AMD Athlon and Sempron processors which are burned at 0.09 microns leave a lot of room for overclocking. The heat dissipated from these processors is quite low which increases the chances of elevating increments in frequency without overheating the system. Before starting this process one must install CPUZ, Motherboard Monitor, OCCT and Super Pi for testing out the entire system while overclocking. For both AMD Athlon and Sempron one must know about the operating frequency and the corresponding formula HTT frequency. The HTT frequency should be implemented stepwise and while constantly monitoring the vital stats for the computer.
The generations of CPU burned at 0.09 microns (commonly known as Venice core for Athlon or for Sempron to) give some room for overclocking.
The heat loss of this generation of CPU is low, allowing substantial gains in frequency, without significant heating (assuming that you are equipped with a well-ventilated housing and a good cooler).
These developments allow you to mount a low-cost configuration, matching in performance with a much more expensive CPU.
Note that: this practice can lead to serious malfunctions of your system, or irreversibly damage some electronic components.
It is recommended to download and install:
CPUZ, in order to monitor changes in the frequency of your system.
MotherboardMonitor to monitor the temperature of your system.
OCCT and Super Pi to test system stability.
For sockets 754 and 939 or the latest AM2 (+) which manages the DDR2, the approach is largely the same.
The 64-bit AMD processors need particular attention. To achieve a good overclocking, there are three things you should master:
The HTT, which represents the operating frequency of the CPU set at 200Mhz by default for these platforms.
For socket A, it was called FSB.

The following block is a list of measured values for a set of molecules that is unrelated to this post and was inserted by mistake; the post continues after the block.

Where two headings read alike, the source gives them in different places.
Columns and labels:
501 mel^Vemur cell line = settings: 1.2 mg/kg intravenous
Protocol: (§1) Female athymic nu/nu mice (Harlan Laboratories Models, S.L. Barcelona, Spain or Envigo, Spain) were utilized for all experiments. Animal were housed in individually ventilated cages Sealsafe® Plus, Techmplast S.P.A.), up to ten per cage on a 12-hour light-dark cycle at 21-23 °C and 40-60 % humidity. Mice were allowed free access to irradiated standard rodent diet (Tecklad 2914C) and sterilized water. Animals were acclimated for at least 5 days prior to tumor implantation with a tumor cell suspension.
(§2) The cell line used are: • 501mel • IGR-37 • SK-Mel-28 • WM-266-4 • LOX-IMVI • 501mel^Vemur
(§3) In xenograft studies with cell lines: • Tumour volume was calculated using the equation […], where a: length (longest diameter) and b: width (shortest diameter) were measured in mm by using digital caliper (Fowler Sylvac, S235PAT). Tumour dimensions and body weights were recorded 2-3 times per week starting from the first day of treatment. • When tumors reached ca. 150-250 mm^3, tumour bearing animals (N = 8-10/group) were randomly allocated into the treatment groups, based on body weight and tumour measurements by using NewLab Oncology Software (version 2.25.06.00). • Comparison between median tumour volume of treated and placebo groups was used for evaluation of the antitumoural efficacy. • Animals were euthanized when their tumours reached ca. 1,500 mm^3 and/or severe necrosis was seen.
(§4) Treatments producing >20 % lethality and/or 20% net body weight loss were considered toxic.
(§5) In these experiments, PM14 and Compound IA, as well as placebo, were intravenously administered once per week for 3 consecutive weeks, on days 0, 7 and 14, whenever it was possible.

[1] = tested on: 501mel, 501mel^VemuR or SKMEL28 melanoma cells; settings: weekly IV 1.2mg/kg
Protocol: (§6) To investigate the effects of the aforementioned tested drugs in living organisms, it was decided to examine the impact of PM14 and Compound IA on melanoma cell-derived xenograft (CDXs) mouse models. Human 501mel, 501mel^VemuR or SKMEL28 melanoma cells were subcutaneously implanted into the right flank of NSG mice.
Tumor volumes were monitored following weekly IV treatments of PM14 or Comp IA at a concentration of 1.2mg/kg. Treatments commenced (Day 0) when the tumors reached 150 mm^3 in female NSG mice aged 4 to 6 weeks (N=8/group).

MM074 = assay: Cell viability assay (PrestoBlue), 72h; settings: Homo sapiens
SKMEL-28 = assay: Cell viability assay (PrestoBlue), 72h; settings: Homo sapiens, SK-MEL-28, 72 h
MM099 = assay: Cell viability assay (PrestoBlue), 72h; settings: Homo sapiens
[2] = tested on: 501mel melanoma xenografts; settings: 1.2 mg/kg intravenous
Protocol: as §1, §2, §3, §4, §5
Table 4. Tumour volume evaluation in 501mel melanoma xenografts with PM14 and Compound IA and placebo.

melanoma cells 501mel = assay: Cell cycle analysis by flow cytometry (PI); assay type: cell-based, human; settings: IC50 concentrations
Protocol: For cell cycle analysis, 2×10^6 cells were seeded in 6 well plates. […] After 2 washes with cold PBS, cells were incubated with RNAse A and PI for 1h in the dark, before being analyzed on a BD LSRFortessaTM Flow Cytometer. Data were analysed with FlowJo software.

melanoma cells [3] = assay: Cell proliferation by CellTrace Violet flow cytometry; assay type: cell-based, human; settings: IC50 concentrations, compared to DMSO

Multiplied by the coefficient (which is blocked by AMD, except for FX) of CPU, it gives the working frequency of the processor.
E.g: For an athlon 64 3000 + running at 1.8 GHz:
HTT Frequency = 200 multiplied by the coefficient (9) = 1800Mhz
The HT or Hyper Transport bus, not to be confused with the HTT.
It is the main feature of these motherboards; it is a dedicated bus for exchanging information between the chipset and the CPU.
Its frequency is 800MHz for most of Socket 754 and 1000Mhz for socket 939.
Beyond this frequency, we find the HTT (200Mhz) to which a multiplier is applied.
Problem: this bus does not support almost any elevation, but we shall learn more about this later.
The memory frequency
By default, it is better to make use of DDR400; in this way it will be synchronous with the HTT.
In all cases, behind the choice of the BIOS frequency, this cache hold a ratio of 1:1 to HTT (for DDR400).
We increase this parameter via the bios to 205, then 210, then 215, and... crash!
This is because the HT bus do not support a significant increase.
Pushing the HTT to 215 implies that the bus has passed to 1075Mhz (Example: the Athlon 64 3000 + socket 939) and behind this is the frequency there's multiplier x5. Most BIOS will not support this frequency.
So we will limit the multiplier to 4x (4 x 200 = 800) and never exceed the maximum value of the HT bus(1000 in our example, and do not worry about the possible drawback in performance by lowering it, because it can drop to 600Mhz without experiencing any loss in computing power).
Never increase the HTT too fast, do it gradually, + 5MHz each time, testing out the system every time, and monitoring the temperature.
(215, 220, 225, 230...)
At this point the PC is unstable and it is the RAM that is causing the problem.
Our CPU is still at 9 x 230 = 2070 Mhz, so a little more than a 3200 +.
The HT bus is 4 x 230 = 920, at this level everything is fine.
But it is possible to go further, because in reality it is likely that your DDR400 can be pushed to 230, is already showing its limits.
The first solution is to make use of quality DDR533 RAM, which will leave a good margin for overclocking.
This solution has the advantage of making the memory sync with the HTT, which helps maintain a high bandwidth, especially on sockets 939 that operate in dual channel mode. This will result in a significant overall performance, but will cost you some bucks,
The other solution is to desynchronize the memory.
This is the cheapest approach, but a good DDR400 will be required.
Setting the memory frequency in the bios to "DDR333 (PC2700), we thus apply a ratio of 9/11 between the frequency of the CPU and the one HTT (DDR333 in our example).
So when we are at 230Mhz for HTT, the memory frequency amounted to 230 x 9/11 = 188Mhz.
At 240 HTT, a 196Mhz DDR is perfect.
The HT stands at 960, that's good.
The CPU is now running at 2160Mhz, which is practically equivalent to a 3500 +!
To check, just test your configuration with any benchmark software.